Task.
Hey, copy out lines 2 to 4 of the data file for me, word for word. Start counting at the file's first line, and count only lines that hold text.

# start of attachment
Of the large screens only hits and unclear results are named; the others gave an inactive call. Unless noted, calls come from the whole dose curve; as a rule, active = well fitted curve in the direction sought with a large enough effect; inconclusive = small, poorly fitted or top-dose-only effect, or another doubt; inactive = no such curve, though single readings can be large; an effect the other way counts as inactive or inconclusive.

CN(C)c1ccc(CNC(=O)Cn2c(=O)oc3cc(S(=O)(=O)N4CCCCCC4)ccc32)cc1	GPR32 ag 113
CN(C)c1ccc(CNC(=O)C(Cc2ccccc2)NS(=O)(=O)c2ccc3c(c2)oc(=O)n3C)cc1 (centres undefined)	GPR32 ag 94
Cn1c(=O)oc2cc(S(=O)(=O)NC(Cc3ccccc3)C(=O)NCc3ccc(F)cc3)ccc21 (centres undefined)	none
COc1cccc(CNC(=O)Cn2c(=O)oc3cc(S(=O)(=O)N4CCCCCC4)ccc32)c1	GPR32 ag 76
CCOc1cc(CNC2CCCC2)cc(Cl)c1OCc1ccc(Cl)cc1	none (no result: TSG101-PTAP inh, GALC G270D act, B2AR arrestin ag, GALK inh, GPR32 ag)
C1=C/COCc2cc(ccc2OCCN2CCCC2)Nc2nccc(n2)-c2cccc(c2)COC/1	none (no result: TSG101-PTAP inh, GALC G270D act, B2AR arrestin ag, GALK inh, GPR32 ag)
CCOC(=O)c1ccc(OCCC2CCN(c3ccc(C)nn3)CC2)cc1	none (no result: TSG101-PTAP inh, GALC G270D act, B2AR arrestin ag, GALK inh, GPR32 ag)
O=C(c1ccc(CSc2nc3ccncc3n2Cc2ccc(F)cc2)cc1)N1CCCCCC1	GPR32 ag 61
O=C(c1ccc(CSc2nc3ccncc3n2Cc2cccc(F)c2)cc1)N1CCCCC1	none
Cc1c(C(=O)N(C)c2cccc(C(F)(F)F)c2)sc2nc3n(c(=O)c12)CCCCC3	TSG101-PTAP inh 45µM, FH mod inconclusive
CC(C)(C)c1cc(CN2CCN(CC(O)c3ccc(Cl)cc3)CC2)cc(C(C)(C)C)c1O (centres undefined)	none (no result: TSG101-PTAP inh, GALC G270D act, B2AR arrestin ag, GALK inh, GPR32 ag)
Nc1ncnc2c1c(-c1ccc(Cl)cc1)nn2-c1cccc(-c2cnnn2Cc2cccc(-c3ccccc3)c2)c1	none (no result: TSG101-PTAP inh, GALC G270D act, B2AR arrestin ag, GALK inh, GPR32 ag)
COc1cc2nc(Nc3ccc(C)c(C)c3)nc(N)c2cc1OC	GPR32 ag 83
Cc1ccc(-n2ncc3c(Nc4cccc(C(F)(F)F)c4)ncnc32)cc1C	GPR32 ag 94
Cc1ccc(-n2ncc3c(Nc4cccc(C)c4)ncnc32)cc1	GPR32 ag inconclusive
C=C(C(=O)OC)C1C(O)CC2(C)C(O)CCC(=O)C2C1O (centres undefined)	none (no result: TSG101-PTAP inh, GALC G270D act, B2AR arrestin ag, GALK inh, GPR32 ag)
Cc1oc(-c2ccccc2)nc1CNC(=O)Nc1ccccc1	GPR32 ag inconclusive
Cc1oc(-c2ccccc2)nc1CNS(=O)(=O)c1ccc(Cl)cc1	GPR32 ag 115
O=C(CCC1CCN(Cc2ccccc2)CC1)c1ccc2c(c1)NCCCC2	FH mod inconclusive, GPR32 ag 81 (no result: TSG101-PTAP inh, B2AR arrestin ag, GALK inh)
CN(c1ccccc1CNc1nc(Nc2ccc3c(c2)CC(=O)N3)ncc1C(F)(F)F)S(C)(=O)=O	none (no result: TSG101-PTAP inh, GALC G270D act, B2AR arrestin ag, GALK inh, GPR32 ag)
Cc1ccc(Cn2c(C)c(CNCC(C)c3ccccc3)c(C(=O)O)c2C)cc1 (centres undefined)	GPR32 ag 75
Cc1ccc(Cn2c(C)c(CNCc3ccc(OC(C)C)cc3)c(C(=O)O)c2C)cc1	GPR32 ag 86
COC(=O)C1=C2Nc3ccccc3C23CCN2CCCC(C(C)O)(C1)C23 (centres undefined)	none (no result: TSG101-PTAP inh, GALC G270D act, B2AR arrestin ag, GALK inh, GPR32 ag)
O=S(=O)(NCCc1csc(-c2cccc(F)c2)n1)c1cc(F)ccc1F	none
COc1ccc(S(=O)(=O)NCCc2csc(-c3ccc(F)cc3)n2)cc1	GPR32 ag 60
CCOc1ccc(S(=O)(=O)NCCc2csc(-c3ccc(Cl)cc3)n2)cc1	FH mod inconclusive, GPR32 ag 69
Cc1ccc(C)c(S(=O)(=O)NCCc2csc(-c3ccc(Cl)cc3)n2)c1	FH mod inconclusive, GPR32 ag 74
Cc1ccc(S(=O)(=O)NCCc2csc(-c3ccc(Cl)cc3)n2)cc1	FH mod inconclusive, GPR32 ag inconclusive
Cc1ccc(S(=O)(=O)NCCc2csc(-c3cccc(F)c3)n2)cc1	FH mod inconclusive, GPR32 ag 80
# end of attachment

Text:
CN(C)c1ccc(CNC(=O)Cn2c(=O)oc3cc(S(=O)(=O)N4CCCCCC4)ccc32)cc1	GPR32 ag 113
CN(C)c1ccc(CNC(=O)C(Cc2ccccc2)NS(=O)(=O)c2ccc3c(c2)oc(=O)n3C)cc1 (centres undefined)	GPR32 ag 94
Cn1c(=O)oc2cc(S(=O)(=O)NC(Cc3ccccc3)C(=O)NCc3ccc(F)cc3)ccc21 (centres undefined)	none